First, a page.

Democrats vs. Greens

July 22nd, 2002 – 8:46 pm
Tagged as: Uncategorized

Sam Smith writes in today’s Undernews:


AMERICA’S MORIBUND liberal-left can’t stand the idea that there is actually a federally qualified, lively progressive political party that refuses to pay it any mind. While the Green Party is doing so well that both parties tried to cut deals with it in New Mexico, the archaic left continues to assume that the way to attract Greens back to its brownfields is to hector them.

Latest case in point was a piece in the Washington Post by Liza Featherstone in which she took the Minnesota Greens to task for daring to run a candidate against Paul Wellstone, including this absurdity:

“So why are the Minnesota Greens opposing him? Well, because the Minnesota Green Party, like many third-party efforts these days, is not so much about building a political movement as making a political gesture. It has no realistic strategy for achieving a set of policy goals, and its platform has become secondary to its attitude toward politics. And that attitude is not one of participation in the political process so much as alienation from it.”

In fact, the Minnesota Greens seem to some (including your editor) to have made a major tactical mistake, but not unlike those that frequently happen in politics. To turn such an error into a philosophical dysfunction is roughly the same as declaring a stolen base to be a sign of spiritual vision on the part of a ballplayer.

Besides, Featherstone is only able to come up with the Minnesota example to support her prejudices about third parties. In fact, Greens are doing better than ever around the country and are so threatening to the ancient regime that papers like the Washington Post feel compelled to go on the attack. When the Post gets scared enough to stop blacklisting you and criticizes you by name, you are making headway. And anyone who knows anything about Greens would rank alienation near the bottom of their faults.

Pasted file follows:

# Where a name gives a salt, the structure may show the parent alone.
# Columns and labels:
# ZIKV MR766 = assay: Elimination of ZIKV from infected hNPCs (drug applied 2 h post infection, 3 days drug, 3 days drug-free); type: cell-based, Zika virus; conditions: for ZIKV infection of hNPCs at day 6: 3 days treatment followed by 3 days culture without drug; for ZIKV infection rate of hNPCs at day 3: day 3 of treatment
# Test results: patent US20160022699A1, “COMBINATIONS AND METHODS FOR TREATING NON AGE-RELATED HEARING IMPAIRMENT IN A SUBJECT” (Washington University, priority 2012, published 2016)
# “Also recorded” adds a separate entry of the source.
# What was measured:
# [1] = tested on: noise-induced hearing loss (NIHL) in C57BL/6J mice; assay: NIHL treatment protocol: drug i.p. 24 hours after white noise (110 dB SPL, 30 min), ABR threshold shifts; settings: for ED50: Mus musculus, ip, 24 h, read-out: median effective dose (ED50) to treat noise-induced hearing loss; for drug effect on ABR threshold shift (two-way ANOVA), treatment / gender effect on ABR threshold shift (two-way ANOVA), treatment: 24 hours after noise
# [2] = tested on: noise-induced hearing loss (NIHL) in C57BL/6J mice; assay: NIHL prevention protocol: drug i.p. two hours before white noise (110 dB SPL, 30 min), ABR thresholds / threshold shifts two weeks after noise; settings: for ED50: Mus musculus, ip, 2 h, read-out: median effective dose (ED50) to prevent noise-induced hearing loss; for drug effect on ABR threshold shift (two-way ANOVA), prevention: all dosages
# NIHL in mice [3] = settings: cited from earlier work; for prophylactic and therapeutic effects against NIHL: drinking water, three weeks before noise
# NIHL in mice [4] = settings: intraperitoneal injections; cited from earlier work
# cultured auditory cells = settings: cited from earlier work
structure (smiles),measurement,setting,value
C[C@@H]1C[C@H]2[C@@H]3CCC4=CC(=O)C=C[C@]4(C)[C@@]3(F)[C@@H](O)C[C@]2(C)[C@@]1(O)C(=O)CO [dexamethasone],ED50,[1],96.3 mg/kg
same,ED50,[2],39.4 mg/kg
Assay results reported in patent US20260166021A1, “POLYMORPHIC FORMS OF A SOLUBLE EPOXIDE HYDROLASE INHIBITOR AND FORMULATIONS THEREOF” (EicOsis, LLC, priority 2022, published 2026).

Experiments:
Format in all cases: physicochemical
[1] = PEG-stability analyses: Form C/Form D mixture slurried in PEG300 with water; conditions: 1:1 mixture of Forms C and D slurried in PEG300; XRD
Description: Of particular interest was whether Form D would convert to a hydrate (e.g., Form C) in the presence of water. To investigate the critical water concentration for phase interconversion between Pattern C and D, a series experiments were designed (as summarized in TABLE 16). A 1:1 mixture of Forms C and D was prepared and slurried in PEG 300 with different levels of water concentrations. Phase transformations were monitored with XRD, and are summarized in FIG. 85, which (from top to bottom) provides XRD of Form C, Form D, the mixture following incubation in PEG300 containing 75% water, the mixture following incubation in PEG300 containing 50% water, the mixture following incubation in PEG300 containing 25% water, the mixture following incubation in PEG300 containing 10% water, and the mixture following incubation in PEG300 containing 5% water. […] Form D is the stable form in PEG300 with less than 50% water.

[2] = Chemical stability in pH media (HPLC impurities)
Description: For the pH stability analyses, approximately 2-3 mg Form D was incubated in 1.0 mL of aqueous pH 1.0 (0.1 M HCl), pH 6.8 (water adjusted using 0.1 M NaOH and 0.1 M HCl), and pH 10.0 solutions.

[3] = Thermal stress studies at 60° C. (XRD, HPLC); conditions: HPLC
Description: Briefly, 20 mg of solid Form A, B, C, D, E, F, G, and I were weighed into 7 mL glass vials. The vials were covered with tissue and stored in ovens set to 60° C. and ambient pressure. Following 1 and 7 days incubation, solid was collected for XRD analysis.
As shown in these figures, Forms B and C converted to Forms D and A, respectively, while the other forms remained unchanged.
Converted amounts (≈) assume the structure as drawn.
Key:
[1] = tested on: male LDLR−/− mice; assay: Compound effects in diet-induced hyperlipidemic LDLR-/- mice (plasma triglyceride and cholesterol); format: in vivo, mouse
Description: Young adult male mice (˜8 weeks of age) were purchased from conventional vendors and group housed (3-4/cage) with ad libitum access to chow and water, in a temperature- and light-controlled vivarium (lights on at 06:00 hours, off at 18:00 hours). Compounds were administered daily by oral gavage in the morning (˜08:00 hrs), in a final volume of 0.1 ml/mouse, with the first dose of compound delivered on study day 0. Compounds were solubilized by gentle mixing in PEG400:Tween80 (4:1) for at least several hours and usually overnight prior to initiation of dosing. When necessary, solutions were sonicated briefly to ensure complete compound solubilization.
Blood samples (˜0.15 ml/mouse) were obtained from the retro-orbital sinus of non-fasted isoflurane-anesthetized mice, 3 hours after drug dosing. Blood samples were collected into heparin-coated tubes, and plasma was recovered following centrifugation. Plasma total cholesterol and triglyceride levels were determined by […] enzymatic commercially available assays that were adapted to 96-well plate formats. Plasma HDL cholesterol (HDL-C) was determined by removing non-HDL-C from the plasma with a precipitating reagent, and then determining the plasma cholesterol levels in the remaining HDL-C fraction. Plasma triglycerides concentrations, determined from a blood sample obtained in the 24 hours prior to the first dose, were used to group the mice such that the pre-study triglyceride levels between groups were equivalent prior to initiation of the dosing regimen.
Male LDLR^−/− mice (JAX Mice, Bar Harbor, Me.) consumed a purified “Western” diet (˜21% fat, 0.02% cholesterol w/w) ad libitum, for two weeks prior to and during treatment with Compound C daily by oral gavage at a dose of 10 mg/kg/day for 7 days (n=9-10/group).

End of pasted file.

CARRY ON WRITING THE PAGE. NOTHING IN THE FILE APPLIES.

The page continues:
This is, of course, a messy business. I would, for example, much prefer the Greens be far stronger on populist and civil liberties issues. And I do not deny that the problem of when one runs candidates and against whom is a complicated and tricky one.

But Featherstone and other voices of the archaic left are really in no position to tell the Greens how to stage their revolution. It’s a little like George Bush lecturing on corporate ethics. And if the liberal-left had done its own job right, folks like the Greens wouldn’t be such a threat to it.

Fortunately, the common scold approach to the problem isn’t the only one. A number of Democrats – including Cynthia McKinney, Barbara Lee and Maine Democratic senatorial candidate Chellie Pingree – have managed to work out a fair accommodation with the Greens. McKinney even videotaped
remarks for the Greens’ recent convention. And Steve Cobble, writing on the Tom Paine web site, offers a far more reasonable approach to Green-Democratic relations.

As a starting point, Democrats should treat Greens at least as well as they treat soccer moms. Democrats have to realize that Greens are not going to go away. And they certainly are not going to be scared off by arrogant attacks by loyalists of a party that has all but destroyed itself through its own cowardice, lack of imagination, and willingness to play the submissive in the great S&M game of the Democrats’ conservative leadership.”

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